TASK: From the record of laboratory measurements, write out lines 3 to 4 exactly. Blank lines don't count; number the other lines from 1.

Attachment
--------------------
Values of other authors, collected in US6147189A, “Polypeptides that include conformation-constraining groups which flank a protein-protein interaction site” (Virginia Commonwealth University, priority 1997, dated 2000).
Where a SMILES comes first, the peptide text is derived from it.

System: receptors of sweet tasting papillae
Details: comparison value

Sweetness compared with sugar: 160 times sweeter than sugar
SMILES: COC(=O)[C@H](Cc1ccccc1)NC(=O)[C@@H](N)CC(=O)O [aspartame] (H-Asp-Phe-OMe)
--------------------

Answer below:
System: receptors of sweet tasting papillae
Details: comparison value